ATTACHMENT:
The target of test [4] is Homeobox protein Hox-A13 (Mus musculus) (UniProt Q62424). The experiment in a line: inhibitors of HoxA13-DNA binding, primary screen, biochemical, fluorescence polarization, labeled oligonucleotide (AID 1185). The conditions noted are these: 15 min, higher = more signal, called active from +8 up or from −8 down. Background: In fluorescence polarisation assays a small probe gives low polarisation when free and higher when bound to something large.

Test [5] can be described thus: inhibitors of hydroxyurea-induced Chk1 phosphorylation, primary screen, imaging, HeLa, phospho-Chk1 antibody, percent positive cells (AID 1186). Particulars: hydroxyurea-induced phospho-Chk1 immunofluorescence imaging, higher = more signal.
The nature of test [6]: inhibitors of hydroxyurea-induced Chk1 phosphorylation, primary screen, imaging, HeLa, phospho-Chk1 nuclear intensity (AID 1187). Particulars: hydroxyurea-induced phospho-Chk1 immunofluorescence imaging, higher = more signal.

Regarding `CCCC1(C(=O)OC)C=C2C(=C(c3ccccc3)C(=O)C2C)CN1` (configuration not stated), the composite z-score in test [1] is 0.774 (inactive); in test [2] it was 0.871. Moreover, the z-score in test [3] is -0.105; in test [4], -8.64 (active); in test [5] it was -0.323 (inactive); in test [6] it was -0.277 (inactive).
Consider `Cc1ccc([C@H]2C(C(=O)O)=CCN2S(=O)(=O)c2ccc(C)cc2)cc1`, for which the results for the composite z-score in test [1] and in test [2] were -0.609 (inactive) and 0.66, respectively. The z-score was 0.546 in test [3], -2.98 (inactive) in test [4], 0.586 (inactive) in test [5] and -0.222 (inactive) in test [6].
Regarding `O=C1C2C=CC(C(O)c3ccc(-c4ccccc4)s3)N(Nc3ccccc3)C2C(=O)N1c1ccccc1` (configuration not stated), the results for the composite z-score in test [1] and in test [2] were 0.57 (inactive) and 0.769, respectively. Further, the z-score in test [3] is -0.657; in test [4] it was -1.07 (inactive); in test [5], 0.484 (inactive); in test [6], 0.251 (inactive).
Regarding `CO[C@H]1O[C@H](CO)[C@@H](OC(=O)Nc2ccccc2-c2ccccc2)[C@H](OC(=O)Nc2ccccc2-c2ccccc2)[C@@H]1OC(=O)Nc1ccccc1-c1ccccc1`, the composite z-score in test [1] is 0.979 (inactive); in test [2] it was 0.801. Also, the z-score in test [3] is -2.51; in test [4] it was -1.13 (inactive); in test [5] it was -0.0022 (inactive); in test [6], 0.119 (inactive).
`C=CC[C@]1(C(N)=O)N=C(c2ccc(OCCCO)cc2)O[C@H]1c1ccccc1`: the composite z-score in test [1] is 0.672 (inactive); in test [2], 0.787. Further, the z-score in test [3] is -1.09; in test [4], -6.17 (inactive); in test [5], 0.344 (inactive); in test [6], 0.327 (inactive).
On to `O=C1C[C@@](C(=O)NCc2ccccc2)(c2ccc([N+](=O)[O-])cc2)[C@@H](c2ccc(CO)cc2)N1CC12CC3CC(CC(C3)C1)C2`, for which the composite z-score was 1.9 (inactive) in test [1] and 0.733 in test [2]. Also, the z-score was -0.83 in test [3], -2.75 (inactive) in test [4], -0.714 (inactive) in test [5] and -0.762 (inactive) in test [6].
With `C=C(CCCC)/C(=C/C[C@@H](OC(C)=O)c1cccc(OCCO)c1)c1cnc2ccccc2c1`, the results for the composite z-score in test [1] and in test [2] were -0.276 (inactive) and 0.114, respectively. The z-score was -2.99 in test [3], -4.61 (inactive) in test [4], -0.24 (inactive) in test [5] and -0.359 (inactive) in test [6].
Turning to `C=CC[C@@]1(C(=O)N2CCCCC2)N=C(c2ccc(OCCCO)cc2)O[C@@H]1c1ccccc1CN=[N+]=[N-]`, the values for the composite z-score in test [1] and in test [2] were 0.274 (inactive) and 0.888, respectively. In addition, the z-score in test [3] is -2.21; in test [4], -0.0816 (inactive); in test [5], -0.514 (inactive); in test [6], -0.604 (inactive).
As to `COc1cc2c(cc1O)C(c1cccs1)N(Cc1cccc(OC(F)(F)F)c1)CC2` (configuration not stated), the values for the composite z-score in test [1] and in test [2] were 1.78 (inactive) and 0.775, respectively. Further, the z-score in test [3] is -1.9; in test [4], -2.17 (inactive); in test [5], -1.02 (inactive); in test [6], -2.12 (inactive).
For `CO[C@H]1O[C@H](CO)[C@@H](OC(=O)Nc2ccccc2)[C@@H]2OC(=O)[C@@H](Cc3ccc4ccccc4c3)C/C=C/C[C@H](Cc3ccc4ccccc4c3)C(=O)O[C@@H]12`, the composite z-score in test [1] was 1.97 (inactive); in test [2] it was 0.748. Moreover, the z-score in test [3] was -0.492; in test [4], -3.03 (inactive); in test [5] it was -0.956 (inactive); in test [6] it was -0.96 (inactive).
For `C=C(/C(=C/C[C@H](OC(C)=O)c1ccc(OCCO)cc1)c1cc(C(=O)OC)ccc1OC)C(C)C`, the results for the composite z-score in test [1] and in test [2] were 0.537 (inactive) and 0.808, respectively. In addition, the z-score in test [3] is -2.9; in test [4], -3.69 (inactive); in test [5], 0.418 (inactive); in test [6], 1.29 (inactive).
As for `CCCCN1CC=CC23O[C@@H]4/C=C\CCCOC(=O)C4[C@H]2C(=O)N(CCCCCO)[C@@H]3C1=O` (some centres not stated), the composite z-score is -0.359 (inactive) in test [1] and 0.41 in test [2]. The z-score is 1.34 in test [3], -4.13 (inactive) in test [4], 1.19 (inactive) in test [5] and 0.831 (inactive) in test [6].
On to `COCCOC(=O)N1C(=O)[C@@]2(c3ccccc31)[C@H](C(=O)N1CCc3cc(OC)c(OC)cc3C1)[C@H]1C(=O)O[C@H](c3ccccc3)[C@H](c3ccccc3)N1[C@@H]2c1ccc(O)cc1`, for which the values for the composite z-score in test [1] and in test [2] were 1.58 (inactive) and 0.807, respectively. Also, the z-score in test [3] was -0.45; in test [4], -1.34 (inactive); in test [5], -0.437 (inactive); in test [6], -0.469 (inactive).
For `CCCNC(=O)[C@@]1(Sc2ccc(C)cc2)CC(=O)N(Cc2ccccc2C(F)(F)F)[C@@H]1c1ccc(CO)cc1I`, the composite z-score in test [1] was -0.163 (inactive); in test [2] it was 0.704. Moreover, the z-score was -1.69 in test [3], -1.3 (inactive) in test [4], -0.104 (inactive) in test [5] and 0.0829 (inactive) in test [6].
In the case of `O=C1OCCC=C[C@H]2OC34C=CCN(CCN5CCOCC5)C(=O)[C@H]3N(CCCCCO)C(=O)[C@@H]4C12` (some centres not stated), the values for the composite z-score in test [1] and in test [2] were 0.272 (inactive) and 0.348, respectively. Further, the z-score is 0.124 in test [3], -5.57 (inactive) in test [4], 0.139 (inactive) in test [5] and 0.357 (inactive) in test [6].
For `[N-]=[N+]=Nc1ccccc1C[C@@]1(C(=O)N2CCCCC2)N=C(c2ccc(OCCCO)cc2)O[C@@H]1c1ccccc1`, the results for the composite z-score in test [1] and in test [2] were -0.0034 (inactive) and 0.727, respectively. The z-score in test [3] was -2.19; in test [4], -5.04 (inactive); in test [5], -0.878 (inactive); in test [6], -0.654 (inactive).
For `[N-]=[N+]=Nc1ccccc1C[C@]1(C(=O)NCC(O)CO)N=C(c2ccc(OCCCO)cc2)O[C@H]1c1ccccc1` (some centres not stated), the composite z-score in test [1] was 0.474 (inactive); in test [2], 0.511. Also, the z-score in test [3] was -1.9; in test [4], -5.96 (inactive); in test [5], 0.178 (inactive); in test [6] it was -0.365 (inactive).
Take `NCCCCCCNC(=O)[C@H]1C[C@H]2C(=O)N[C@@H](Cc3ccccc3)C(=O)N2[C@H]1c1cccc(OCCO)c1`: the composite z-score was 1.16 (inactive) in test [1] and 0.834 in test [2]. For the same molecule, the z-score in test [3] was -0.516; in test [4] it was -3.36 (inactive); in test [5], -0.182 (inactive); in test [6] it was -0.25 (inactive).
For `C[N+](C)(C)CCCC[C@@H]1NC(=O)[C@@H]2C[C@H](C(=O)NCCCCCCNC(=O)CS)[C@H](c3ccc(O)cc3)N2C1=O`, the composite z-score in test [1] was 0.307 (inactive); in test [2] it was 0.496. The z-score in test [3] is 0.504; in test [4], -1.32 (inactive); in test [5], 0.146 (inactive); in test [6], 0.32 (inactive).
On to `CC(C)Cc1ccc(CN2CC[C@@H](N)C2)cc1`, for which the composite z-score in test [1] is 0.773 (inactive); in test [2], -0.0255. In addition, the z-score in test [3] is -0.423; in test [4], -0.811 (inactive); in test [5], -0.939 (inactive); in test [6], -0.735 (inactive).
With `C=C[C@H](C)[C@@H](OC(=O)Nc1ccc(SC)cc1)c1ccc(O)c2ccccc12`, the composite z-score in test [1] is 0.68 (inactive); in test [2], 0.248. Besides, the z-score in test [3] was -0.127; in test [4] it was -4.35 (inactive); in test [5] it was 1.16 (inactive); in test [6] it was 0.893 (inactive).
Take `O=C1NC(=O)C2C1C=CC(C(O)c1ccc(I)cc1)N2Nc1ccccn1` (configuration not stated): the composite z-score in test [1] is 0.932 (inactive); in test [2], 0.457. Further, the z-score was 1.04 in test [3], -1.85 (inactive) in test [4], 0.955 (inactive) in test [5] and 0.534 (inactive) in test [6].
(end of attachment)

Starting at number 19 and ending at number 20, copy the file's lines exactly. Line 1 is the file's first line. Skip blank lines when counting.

For `[N-]=[N+]=Nc1ccccc1C[C@@]1(C(=O)N2CCCCC2)N=C(c2ccc(OCCCO)cc2)O[C@@H]1c1ccccc1`, the results for the composite z-score in test [1] and in test [2] were -0.0034 (inactive) and 0.727, respectively. The z-score in test [3] was -2.19; in test [4], -5.04 (inactive); in test [5], -0.878 (inactive); in test [6], -0.654 (inactive).
For `[N-]=[N+]=Nc1ccccc1C[C@]1(C(=O)NCC(O)CO)N=C(c2ccc(OCCCO)cc2)O[C@H]1c1ccccc1` (some centres not stated), the composite z-score in test [1] was 0.474 (inactive); in test [2], 0.511. Also, the z-score in test [3] was -1.9; in test [4], -5.96 (inactive); in test [5], 0.178 (inactive); in test [6] it was -0.365 (inactive).